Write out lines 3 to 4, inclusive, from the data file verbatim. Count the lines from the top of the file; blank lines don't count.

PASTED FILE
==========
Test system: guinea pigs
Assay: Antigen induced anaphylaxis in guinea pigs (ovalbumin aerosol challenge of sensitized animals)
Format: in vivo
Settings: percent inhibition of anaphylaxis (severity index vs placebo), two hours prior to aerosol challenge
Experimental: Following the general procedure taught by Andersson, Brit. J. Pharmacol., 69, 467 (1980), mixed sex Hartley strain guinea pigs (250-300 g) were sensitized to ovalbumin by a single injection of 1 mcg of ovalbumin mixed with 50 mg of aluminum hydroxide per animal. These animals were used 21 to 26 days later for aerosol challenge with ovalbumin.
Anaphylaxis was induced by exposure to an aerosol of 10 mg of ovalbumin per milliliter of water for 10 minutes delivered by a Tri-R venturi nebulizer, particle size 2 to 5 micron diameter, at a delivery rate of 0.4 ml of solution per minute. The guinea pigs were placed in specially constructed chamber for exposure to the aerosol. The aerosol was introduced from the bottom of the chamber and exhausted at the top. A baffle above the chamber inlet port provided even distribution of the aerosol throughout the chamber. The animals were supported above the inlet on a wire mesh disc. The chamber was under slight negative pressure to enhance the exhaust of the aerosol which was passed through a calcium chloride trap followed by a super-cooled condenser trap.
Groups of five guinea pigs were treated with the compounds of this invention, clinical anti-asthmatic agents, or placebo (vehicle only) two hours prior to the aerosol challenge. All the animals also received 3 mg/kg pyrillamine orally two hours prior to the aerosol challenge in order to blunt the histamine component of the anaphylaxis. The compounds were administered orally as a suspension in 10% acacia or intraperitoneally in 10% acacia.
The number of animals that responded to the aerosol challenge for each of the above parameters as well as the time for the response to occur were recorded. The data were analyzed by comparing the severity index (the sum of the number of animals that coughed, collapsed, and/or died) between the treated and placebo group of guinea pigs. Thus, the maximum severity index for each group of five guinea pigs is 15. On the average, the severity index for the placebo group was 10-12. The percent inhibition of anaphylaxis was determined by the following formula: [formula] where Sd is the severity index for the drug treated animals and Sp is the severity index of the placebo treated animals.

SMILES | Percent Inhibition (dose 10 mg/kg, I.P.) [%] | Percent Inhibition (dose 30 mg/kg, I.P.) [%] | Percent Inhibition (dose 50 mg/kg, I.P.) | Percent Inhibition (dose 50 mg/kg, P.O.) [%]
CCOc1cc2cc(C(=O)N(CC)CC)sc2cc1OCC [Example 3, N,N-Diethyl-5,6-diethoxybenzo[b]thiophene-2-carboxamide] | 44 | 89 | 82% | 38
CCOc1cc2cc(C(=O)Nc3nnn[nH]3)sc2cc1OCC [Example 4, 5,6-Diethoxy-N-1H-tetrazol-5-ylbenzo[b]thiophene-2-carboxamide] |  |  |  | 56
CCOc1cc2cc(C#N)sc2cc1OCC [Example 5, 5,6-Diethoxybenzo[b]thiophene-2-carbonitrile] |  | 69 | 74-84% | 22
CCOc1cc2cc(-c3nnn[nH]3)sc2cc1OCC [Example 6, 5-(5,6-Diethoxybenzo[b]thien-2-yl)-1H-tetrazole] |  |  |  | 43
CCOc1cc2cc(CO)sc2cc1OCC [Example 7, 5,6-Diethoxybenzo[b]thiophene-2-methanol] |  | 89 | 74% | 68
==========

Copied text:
Format: in vivo
Settings: percent inhibition of anaphylaxis (severity index vs placebo), two hours prior to aerosol challenge